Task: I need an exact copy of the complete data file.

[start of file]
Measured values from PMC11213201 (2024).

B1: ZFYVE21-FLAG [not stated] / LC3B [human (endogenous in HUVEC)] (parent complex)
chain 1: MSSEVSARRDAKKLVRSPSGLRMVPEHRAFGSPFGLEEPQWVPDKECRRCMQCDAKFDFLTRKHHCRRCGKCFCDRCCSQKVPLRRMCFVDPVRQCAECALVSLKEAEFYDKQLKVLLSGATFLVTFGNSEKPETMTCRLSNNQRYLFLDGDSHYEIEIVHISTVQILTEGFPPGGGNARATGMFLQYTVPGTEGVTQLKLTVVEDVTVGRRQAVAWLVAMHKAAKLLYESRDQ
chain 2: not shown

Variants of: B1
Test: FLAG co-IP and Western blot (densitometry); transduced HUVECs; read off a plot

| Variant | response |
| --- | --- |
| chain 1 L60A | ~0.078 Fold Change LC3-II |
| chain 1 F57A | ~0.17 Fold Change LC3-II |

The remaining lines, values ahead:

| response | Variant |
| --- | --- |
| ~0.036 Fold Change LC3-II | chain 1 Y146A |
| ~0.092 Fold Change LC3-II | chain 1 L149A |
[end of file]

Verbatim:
Measured values from PMC11213201 (2024).

B1: ZFYVE21-FLAG [not stated] / LC3B [human (endogenous in HUVEC)] (parent complex)
chain 1: MSSEVSARRDAKKLVRSPSGLRMVPEHRAFGSPFGLEEPQWVPDKECRRCMQCDAKFDFLTRKHHCRRCGKCFCDRCCSQKVPLRRMCFVDPVRQCAECALVSLKEAEFYDKQLKVLLSGATFLVTFGNSEKPETMTCRLSNNQRYLFLDGDSHYEIEIVHISTVQILTEGFPPGGGNARATGMFLQYTVPGTEGVTQLKLTVVEDVTVGRRQAVAWLVAMHKAAKLLYESRDQ
chain 2: not shown

Variants of: B1
Test: FLAG co-IP and Western blot (densitometry); transduced HUVECs; read off a plot

| Variant | response |
| --- | --- |
| chain 1 L60A | ~0.078 Fold Change LC3-II |
| chain 1 F57A | ~0.17 Fold Change LC3-II |

The remaining lines, values ahead:

| response | Variant |
| --- | --- |
| ~0.036 Fold Change LC3-II | chain 1 Y146A |
| ~0.092 Fold Change LC3-II | chain 1 L149A |